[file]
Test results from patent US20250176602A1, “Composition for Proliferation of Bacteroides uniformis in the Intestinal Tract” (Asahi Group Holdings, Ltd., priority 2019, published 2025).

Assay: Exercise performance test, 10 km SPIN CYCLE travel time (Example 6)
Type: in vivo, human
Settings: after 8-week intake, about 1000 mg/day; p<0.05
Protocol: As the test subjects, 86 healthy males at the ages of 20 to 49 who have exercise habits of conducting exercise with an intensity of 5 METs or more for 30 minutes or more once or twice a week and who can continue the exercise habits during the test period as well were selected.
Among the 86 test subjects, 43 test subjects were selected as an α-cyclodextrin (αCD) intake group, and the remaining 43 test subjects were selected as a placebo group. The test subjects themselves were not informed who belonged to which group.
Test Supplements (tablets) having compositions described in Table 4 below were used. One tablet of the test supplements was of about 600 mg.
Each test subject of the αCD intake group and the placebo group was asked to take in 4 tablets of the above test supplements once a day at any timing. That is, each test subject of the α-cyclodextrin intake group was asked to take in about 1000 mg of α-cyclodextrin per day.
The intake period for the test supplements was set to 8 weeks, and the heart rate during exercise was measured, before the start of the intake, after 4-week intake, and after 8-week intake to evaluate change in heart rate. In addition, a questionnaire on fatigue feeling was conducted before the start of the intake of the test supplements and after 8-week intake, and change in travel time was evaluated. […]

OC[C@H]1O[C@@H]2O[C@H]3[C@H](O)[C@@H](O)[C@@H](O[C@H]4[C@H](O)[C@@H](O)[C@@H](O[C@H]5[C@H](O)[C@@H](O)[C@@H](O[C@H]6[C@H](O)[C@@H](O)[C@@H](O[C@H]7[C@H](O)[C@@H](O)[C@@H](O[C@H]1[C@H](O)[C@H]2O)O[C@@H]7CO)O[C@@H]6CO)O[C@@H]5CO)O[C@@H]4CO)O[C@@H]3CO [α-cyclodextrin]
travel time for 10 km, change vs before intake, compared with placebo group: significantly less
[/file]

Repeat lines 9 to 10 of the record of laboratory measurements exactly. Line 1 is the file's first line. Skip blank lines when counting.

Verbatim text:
The intake period for the test supplements was set to 8 weeks, and the heart rate during exercise was measured, before the start of the intake, after 4-week intake, and after 8-week intake to evaluate change in heart rate. In addition, a questionnaire on fatigue feeling was conducted before the start of the intake of the test supplements and after 8-week intake, and change in travel time was evaluated. […]

OC[C@H]1O[C@@H]2O[C@H]3[C@H](O)[C@@H](O)[C@@H](O[C@H]4[C@H](O)[C@@H](O)[C@@H](O[C@H]5[C@H](O)[C@@H](O)[C@@H](O[C@H]6[C@H](O)[C@@H](O)[C@@H](O[C@H]7[C@H](O)[C@@H](O)[C@@H](O[C@H]1[C@H](O)[C@H]2O)O[C@@H]7CO)O[C@@H]6CO)O[C@@H]5CO)O[C@@H]4CO)O[C@@H]3CO [α-cyclodextrin]